The past belongs to everyone who was there. What do you remember? ADD YOUR STORY
Seven months after our mom died, Liz boarded a plane to Oslo, Norway to live with Hege and Peter Anker as their nanny. This is their story:
“It started with Montgomery calling Peter sometime in 1986. He told us about the tragic history of the four children in Bedford who had lost both their parents. Montgomery and Daisy had accepted to become legal guardians of one of them, the young girl of seventeen called Liz. Having been friends with the Stewarts for many years we where happy to say yes when asked to host her stay in Norway for a few month. They thought a new scene would be good for Liz.”
Mandy and Diana went to Rippowam Cisqua together. They weren’t particularly friends, but their proximity made an impact on each of them, unbeknownst to the other. Among other things, Diana remembers Mandy as that girl who was cool enough, as a sixth grader, to sleep in class like a teenager. Mandy remembers Diana this way:
“After I read this book I was talking to my sister about it. I asked her if she remembered Diana. She didn’t quite know what I was talking about and said she couldn’t really remember. All of a sudden she looked up from the magazine she was reading and said ‘You mean this book?’ and I realized she was staring at a full page book summary describing exactly what I was talking about. She kept reading, and realized she did know the story. She said surprised, ‘I have heard this story my whole life.’ I said ‘I know, but everything we heard about it was wrong. You have to read the book.’
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Liz met Natasha during her junior year in Scotland. While the two at first eschewed one another–two American girls only wanting to make British friends–they could not help but become friends by the end of the year. Natasha’s memories of their mad cap road trip through the English countryside explain why:
Sue Corbett was the president of our mom’s fan club, Ann & Company. This is her story.
“I grew up loving Soap Operas and first became aware of Ann Williams when she was on The Doctors. I wrote her a fan letter in the late 60’s and she sent me a reply along with a beautiful photo of her with a horse. I asked Ann if I could start a fan club for her and that’s where it all began.” Read more →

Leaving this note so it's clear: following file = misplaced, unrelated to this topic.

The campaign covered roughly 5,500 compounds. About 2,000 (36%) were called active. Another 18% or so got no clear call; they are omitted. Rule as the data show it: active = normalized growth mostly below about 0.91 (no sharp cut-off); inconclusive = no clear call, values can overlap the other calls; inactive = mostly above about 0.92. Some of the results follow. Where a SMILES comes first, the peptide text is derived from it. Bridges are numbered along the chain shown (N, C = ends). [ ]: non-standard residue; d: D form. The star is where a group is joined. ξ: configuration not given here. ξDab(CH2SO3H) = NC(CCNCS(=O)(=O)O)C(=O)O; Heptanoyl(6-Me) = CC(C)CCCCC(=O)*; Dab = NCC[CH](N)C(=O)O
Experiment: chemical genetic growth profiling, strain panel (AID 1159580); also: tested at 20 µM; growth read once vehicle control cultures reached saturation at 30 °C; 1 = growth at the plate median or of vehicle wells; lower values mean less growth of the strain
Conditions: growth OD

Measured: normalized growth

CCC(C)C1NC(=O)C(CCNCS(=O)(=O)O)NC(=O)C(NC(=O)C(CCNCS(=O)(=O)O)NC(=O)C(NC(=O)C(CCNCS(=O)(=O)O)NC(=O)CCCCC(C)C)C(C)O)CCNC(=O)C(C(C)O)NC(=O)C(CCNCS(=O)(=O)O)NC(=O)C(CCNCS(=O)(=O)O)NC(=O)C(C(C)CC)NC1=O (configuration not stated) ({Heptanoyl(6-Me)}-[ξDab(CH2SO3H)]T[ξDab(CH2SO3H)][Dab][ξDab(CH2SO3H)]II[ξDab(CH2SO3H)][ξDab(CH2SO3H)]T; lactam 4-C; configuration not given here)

Lucy Smith was a friend of Liz’s in middle and high school. Liz passed along a lot of her jobs to Lucy, including her babysitting gig at the Chamberlains, and the girls were roommates during Liz’s summer in France right before our mom died. Though she understands why the Welches have such a tortured relationship with their home town, Lucy thinks that Bedford was given a raw deal. This is Lucy’s story.
“I have many great memories of our friendship in high school … in particular I remember spending a day at your house (your beautiful pale grey-blue house with the matching grey-blue Mercedes) when we went blueberry picking and made pies all by ourselves! And, of course, I recall our summer in Angers, going to Paris on Bastille Day, organizing and hosting a party for our friend Lisa’s birthday and breaking the washing machine belonging to the old woman we lived with. That summer when your mom was so sick … I have a photo album of you smiling like the rest of us carefree high school students, and a scrap book full of notes you wrote me, each ending in ‘Love, Liz’ with a huge smiley face. You really did put on a happy face, perhaps better than any actress could have.” Read more →